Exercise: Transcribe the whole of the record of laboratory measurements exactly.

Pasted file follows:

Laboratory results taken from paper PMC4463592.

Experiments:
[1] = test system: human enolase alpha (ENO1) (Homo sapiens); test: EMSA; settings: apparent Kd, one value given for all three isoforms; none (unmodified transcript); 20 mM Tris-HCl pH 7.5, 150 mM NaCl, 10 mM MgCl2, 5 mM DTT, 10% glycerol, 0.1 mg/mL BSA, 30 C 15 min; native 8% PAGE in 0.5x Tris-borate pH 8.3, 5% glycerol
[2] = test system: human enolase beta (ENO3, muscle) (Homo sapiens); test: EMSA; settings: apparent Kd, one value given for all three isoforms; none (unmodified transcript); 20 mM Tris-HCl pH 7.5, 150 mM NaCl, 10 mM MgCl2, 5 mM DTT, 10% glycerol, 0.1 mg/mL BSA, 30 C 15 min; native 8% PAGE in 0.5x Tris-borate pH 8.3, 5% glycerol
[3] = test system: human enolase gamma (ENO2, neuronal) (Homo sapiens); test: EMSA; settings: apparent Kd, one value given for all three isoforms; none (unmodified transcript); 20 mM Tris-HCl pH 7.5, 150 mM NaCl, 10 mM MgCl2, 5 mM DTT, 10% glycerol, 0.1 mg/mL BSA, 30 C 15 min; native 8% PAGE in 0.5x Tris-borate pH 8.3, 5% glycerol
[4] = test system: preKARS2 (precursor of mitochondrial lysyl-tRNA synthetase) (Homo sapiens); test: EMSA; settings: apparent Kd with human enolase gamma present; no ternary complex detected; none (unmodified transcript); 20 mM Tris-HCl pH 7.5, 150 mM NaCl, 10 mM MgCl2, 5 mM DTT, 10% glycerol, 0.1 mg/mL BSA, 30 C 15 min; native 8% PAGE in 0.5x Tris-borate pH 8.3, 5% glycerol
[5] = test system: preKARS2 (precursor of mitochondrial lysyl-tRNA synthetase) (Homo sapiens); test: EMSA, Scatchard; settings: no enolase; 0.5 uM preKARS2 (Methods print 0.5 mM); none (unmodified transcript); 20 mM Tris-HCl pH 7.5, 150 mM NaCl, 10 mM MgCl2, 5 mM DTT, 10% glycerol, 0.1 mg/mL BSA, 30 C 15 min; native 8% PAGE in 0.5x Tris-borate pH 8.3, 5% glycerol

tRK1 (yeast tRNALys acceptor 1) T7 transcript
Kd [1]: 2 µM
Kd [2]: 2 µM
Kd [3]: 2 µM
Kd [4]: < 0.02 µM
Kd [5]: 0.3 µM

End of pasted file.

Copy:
Laboratory results taken from paper PMC4463592.

Experiments:
[1] = test system: human enolase alpha (ENO1) (Homo sapiens); test: EMSA; settings: apparent Kd, one value given for all three isoforms; none (unmodified transcript); 20 mM Tris-HCl pH 7.5, 150 mM NaCl, 10 mM MgCl2, 5 mM DTT, 10% glycerol, 0.1 mg/mL BSA, 30 C 15 min; native 8% PAGE in 0.5x Tris-borate pH 8.3, 5% glycerol
[2] = test system: human enolase beta (ENO3, muscle) (Homo sapiens); test: EMSA; settings: apparent Kd, one value given for all three isoforms; none (unmodified transcript); 20 mM Tris-HCl pH 7.5, 150 mM NaCl, 10 mM MgCl2, 5 mM DTT, 10% glycerol, 0.1 mg/mL BSA, 30 C 15 min; native 8% PAGE in 0.5x Tris-borate pH 8.3, 5% glycerol
[3] = test system: human enolase gamma (ENO2, neuronal) (Homo sapiens); test: EMSA; settings: apparent Kd, one value given for all three isoforms; none (unmodified transcript); 20 mM Tris-HCl pH 7.5, 150 mM NaCl, 10 mM MgCl2, 5 mM DTT, 10% glycerol, 0.1 mg/mL BSA, 30 C 15 min; native 8% PAGE in 0.5x Tris-borate pH 8.3, 5% glycerol
[4] = test system: preKARS2 (precursor of mitochondrial lysyl-tRNA synthetase) (Homo sapiens); test: EMSA; settings: apparent Kd with human enolase gamma present; no ternary complex detected; none (unmodified transcript); 20 mM Tris-HCl pH 7.5, 150 mM NaCl, 10 mM MgCl2, 5 mM DTT, 10% glycerol, 0.1 mg/mL BSA, 30 C 15 min; native 8% PAGE in 0.5x Tris-borate pH 8.3, 5% glycerol
[5] = test system: preKARS2 (precursor of mitochondrial lysyl-tRNA synthetase) (Homo sapiens); test: EMSA, Scatchard; settings: no enolase; 0.5 uM preKARS2 (Methods print 0.5 mM); none (unmodified transcript); 20 mM Tris-HCl pH 7.5, 150 mM NaCl, 10 mM MgCl2, 5 mM DTT, 10% glycerol, 0.1 mg/mL BSA, 30 C 15 min; native 8% PAGE in 0.5x Tris-borate pH 8.3, 5% glycerol

tRK1 (yeast tRNALys acceptor 1) T7 transcript
Kd [1]: 2 µM
Kd [2]: 2 µM
Kd [3]: 2 µM
Kd [4]: < 0.02 µM
Kd [5]: 0.3 µM